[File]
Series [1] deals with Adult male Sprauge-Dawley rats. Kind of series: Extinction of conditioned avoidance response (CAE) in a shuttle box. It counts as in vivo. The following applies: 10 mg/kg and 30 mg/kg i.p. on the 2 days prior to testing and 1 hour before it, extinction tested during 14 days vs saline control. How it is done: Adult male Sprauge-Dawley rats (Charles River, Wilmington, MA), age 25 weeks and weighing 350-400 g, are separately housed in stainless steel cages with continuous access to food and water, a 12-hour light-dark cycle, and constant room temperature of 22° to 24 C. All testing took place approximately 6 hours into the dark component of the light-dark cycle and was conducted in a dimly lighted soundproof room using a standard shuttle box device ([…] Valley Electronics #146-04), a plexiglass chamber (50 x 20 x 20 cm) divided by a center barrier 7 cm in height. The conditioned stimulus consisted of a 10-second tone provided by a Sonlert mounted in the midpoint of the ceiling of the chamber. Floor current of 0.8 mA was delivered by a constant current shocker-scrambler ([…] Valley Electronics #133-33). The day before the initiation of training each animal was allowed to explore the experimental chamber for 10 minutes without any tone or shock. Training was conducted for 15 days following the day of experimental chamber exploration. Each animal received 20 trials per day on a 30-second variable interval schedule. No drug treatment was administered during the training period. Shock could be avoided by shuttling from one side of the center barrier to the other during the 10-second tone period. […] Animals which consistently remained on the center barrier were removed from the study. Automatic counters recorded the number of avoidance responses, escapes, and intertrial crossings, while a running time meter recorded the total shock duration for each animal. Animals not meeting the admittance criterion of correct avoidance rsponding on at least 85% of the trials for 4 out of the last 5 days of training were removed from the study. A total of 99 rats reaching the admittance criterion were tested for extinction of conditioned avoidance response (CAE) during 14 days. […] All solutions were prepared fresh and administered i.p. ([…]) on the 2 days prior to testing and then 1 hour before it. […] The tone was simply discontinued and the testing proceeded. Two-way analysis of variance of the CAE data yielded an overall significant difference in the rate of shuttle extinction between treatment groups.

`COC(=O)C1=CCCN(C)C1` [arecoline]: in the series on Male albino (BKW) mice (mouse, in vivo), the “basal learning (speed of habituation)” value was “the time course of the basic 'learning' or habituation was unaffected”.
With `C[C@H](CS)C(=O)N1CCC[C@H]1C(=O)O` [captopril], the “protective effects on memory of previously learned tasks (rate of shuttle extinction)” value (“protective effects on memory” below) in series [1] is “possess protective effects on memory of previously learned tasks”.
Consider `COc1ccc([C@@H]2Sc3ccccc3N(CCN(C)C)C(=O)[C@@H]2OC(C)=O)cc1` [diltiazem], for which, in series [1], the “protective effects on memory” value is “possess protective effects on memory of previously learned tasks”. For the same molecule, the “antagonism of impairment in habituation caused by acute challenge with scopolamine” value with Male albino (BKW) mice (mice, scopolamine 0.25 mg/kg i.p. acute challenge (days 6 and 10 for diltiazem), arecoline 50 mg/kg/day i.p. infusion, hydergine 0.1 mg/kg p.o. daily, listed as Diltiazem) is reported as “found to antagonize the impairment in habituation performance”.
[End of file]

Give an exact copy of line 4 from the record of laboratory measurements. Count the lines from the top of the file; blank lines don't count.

Consider `COc1ccc([C@@H]2Sc3ccccc3N(CCN(C)C)C(=O)[C@@H]2OC(C)=O)cc1` [diltiazem], for which, in series [1], the “protective effects on memory” value is “possess protective effects on memory of previously learned tasks”. For the same molecule, the “antagonism of impairment in habituation caused by acute challenge with scopolamine” value with Male albino (BKW) mice (mice, scopolamine 0.25 mg/kg i.p. acute challenge (days 6 and 10 for diltiazem), arecoline 50 mg/kg/day i.p. infusion, hydergine 0.1 mg/kg p.o. daily, listed as Diltiazem) is reported as “found to antagonize the impairment in habituation performance”.